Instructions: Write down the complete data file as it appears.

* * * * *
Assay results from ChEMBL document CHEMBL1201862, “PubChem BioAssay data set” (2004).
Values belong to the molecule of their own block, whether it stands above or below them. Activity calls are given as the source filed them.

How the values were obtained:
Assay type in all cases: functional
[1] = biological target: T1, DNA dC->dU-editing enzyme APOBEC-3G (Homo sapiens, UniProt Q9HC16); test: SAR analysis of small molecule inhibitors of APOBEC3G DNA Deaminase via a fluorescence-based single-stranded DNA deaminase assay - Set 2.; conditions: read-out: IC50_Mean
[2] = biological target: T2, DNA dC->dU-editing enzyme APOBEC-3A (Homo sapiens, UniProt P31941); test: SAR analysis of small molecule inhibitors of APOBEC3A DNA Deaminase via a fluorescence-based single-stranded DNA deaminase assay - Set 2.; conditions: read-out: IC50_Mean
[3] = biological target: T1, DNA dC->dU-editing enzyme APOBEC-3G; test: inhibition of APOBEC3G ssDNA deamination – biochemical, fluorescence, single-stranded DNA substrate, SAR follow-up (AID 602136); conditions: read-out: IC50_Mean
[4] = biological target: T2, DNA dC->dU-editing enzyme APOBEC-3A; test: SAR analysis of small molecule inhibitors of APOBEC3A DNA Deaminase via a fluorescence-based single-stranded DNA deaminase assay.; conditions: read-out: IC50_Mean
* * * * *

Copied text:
Assay results from ChEMBL document CHEMBL1201862, “PubChem BioAssay data set” (2004).
Values belong to the molecule of their own block, whether it stands above or below them. Activity calls are given as the source filed them.

How the values were obtained:
Assay type in all cases: functional
[1] = biological target: T1, DNA dC->dU-editing enzyme APOBEC-3G (Homo sapiens, UniProt Q9HC16); test: SAR analysis of small molecule inhibitors of APOBEC3G DNA Deaminase via a fluorescence-based single-stranded DNA deaminase assay - Set 2.; conditions: read-out: IC50_Mean
[2] = biological target: T2, DNA dC->dU-editing enzyme APOBEC-3A (Homo sapiens, UniProt P31941); test: SAR analysis of small molecule inhibitors of APOBEC3A DNA Deaminase via a fluorescence-based single-stranded DNA deaminase assay - Set 2.; conditions: read-out: IC50_Mean
[3] = biological target: T1, DNA dC->dU-editing enzyme APOBEC-3G; test: inhibition of APOBEC3G ssDNA deamination – biochemical, fluorescence, single-stranded DNA substrate, SAR follow-up (AID 602136); conditions: read-out: IC50_Mean
[4] = biological target: T2, DNA dC->dU-editing enzyme APOBEC-3A; test: SAR analysis of small molecule inhibitors of APOBEC3A DNA Deaminase via a fluorescence-based single-stranded DNA deaminase assay.; conditions: read-out: IC50_Mean